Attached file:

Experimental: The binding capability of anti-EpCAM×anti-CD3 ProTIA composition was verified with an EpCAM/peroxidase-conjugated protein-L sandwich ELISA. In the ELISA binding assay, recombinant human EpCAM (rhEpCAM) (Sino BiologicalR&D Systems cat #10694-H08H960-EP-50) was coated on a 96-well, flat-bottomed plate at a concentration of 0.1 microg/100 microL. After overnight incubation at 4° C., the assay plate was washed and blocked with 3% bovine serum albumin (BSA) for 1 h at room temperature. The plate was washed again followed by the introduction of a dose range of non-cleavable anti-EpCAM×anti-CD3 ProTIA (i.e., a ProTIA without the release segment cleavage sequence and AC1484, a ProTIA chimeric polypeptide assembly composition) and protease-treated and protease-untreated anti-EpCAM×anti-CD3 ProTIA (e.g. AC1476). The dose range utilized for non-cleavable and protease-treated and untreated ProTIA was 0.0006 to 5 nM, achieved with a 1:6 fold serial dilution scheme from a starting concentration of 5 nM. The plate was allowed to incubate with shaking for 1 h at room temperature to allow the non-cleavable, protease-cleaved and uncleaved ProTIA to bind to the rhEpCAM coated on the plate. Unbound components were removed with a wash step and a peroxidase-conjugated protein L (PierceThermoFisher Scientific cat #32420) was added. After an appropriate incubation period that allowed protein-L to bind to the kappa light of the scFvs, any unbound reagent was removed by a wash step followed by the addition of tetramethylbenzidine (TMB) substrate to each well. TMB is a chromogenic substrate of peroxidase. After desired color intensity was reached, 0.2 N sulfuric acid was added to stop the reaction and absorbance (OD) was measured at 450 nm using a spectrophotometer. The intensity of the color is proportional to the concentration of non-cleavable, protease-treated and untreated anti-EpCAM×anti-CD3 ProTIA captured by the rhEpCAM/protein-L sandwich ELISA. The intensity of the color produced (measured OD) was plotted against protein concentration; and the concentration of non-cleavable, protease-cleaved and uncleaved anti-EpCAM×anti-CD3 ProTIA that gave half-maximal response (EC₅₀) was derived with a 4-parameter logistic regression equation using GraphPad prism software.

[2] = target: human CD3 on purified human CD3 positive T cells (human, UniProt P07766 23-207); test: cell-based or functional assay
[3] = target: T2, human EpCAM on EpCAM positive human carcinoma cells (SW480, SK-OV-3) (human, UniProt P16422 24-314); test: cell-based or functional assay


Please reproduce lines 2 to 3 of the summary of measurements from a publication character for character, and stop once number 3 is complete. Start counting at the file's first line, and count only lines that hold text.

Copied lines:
[2] = target: human CD3 on purified human CD3 positive T cells (human, UniProt P07766 23-207); test: cell-based or functional assay
[3] = target: T2, human EpCAM on EpCAM positive human carcinoma cells (SW480, SK-OV-3) (human, UniProt P16422 24-314); test: cell-based or functional assay